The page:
MTI Shows for Independence Day

MTI Shows for Independence Day

By Kathryn Harris on July 02, 2009
In honor of the quickly approaching 4th of July weekend, MTI ShowSpace is featuring three of its shows that capture the spirit of what it means to be American: The Music Man, 1776, and Teddy & Alice. Specifically, each show looks at the personal nature of politics in American life, both on a community and individual level.

The Music Man

At first glance, The Music Man isn’t a political show at all. Centering on the self-titled “Professor” Harold Hill’s scheme to sell the parents of a small Iowa town musical instruments for their children, take their money, and run, the show doesn’t exactly bill itself as metaphor for unscrupulous political leaders. And yet, that’s ultimately what it is. Just as a particularly charismatic politician can smooth-talk his way into the hearts of his constituents, promising what he knows he can’t (or won’t) deliver upon election. Unlike most politicians, however, Hill actually has to face the community and own up to his lies.

For more information or to license, visit The show page. Share your thoughts in the forums on the MUSIC MAN ShowSpace page.


While The Music Man is indirectly about politics, 1776 undoubtedly is. The bulk of the show is a behind-the-scenes look at the Continental Congress and the making of a government: a history book that sings and dances, right? Not at all. The show goes out of its way to remind audiences that the men who laid the foundation for the country we have today were not emotionless political machines, but in fact contentious, stubborn, and even lonely human beings. Trapped in a hot and stuffy room filled with large personalities—many of which disliked each other—the Founding Fathers were at times more concerned with getting home to their families than with establishing their independence from Britain.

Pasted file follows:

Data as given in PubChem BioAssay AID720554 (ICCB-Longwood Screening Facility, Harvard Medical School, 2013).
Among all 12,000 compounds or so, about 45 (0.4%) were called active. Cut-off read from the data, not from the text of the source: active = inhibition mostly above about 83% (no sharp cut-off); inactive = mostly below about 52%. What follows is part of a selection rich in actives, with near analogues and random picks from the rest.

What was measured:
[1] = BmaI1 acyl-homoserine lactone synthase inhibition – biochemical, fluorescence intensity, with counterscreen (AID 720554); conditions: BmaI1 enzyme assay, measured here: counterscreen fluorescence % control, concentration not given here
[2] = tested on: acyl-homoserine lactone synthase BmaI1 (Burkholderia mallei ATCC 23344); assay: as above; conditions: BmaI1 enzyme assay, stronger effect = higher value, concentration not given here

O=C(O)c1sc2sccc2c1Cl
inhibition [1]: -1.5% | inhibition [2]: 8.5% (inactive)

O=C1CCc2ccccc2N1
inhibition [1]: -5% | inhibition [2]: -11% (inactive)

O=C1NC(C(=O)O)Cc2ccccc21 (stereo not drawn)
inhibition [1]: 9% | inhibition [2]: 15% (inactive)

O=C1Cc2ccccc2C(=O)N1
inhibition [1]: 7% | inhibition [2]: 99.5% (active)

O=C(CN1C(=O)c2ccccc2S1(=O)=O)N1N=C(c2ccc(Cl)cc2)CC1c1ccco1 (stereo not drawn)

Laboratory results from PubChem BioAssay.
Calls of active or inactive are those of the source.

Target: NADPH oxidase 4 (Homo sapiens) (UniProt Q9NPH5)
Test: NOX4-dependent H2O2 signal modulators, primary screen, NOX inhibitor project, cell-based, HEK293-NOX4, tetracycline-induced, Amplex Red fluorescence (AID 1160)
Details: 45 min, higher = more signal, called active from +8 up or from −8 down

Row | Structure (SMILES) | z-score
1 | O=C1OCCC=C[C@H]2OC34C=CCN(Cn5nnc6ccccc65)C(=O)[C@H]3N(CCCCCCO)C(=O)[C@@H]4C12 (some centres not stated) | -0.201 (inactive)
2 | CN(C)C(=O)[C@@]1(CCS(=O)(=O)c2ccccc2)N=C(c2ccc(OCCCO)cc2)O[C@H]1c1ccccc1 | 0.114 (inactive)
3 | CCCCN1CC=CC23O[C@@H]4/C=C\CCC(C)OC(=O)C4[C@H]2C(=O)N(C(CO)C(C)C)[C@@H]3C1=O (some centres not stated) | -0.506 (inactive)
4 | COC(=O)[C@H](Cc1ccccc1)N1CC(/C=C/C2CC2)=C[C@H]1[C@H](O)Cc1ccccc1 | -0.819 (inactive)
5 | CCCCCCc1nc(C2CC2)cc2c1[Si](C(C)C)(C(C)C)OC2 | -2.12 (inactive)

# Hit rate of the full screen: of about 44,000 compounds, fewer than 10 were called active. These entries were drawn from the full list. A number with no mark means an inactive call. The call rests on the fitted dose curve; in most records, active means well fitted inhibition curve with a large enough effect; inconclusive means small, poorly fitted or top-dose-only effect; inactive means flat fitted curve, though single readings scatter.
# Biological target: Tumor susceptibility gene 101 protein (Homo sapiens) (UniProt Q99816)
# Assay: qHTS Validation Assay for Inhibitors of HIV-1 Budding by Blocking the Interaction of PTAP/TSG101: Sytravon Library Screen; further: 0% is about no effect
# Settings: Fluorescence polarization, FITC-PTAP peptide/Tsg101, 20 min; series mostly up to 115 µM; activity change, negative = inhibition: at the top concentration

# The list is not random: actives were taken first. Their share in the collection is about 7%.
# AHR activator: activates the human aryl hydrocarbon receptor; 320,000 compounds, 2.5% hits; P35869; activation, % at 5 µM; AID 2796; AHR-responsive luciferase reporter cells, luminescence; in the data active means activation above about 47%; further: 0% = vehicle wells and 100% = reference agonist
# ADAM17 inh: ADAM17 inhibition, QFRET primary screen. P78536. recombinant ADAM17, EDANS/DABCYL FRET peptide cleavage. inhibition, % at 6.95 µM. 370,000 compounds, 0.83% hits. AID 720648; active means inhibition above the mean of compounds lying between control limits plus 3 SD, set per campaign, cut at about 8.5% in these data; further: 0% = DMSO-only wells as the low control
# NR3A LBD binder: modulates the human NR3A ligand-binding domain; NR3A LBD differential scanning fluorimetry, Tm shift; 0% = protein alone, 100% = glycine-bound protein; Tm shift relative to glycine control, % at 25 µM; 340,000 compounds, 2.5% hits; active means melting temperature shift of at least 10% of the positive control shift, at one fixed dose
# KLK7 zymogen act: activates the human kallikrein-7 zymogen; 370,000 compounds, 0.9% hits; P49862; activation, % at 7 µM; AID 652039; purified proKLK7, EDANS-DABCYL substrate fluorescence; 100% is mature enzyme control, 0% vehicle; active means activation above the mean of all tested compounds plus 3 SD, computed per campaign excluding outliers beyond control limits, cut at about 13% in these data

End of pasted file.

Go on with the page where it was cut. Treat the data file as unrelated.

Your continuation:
To license and for more information on 1776, check out our show page. Share your thoughts in the forums on the 1776 ShowSpace page.

Teddy & Alice

Take a difficult teenage daughter, a father with demanding job, and a rousing John Philip Sousa score, and you’ve got the 1987 Broadway musical Teddy & Alice. As Teddy Roosevelt worries about the impending presidential election, he has to try to reign in his headstrong eldest daughter, Alice, before her flagrant disregard for social norms offends the wrong politician’s wife. Most family conflicts don’t play out against the backdrop of the White House, but many of the issues Roosevelt and Alice argue over—such as who she should marry—are politically-influenced for anyone. In addition, any parent-child relationship is at its core a political struggle, as anyone who has ever said “No” to a four-year-old can attest.

To license and for more information on TEDDY & ALICE, check out our show page. Share your thoughts in the forums on the TEDDY & ALICE ShowSpace page.